Dozens march for trans rights

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Photo by Mason Braasch

On Friday, March 12, more than 50 people marched through the streets of Madison, ending at the State Capitol building, to protest new legislation that would curb the rights of transgender people. The protest was attended by people of all ages, sporting LGBTQ+ flags and signs denouncing the bill, and supporting the rights of Trans-gender individuals. 

The organizers of the Trans Liberation March described that it was to “be a celebration of gender diversity and a way to tell the legislature that we will not let this pass.” In the description of the event on Facebook, they explained that while it is likely that Governor Evers will veto the new bill, “the fact that our existence is up for debate demands a movement for trans liberation.” 

The march also included speakers sharing their experiences, poetry performances, and lots of drive-by support. There was a police presence at the protest. 

The protest follows the announcement of a new bill proposed by Rep. Barbara Dittrich, R-Oconomowoc, that would ban kindergarten through college-aged transgender female athletes from competing in girls’ and women’s sports in Wisconsin. The bill would apply to the University of Wisconsin and technical colleges as well as public and private schools. 

Supporters of the Protect Women in Sports Act like Julaine Appling, The President of Wisconsin Family Action, say that the purpose is to protect female athletes from being discouraged by being beaten by those who are “biologically stronger or faster.” Dittrich called on Gov. Evers not to veto the bill, saying, "It is wholly unfair for a woman to be competing and think she's only competing against other females."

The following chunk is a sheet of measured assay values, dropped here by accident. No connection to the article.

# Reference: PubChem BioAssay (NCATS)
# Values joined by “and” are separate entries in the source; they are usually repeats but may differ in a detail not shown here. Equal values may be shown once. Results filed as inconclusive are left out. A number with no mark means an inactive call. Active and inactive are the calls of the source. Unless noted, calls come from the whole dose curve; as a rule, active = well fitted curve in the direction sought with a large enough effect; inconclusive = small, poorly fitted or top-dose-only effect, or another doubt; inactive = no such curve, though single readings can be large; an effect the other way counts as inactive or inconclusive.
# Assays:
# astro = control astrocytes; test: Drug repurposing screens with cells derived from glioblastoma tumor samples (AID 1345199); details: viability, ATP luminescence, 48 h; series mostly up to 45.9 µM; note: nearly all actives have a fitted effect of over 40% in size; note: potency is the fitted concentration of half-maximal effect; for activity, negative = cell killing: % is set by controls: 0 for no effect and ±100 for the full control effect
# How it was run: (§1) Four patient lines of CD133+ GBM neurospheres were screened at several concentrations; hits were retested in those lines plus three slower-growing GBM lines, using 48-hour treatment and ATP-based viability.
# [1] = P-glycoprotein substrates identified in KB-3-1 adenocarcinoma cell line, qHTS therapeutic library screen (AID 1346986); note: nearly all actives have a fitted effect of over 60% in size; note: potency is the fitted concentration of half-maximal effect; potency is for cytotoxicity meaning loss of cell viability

Repsponding shortly after the proposal of the bill, and saying that the bill was an attack on transgender youth, Democratic members of the Wisconsin LGBTQ Caucus called the Protect Women in Sports Act  “cruel” and “discriminatory.” 

"This legislation is a blatant attempt to codify discrimination and perpetuate damaging, inaccurate, and deeply offensive stereotypes against trans youth, and discriminate against a group of young people who simply wish to apply their best selves in a sport they are passionate about,” said the Democratic members of the Wisconsin LGBTQ Caucus in a statement released shortly after the bill was proposed. “Instead of attacking kids who just want to play, our Republican colleagues should get to work on COVID-19 relief for struggling Wisconsinites” 

The bill was proposed on Tuesday, March 2, and is one of many bills of its kind to be proposed around the country. As of March 5, 25 states have legislation pending that aims to exclude transgender youth from athletics, according to the American Civil Liberties Union. 

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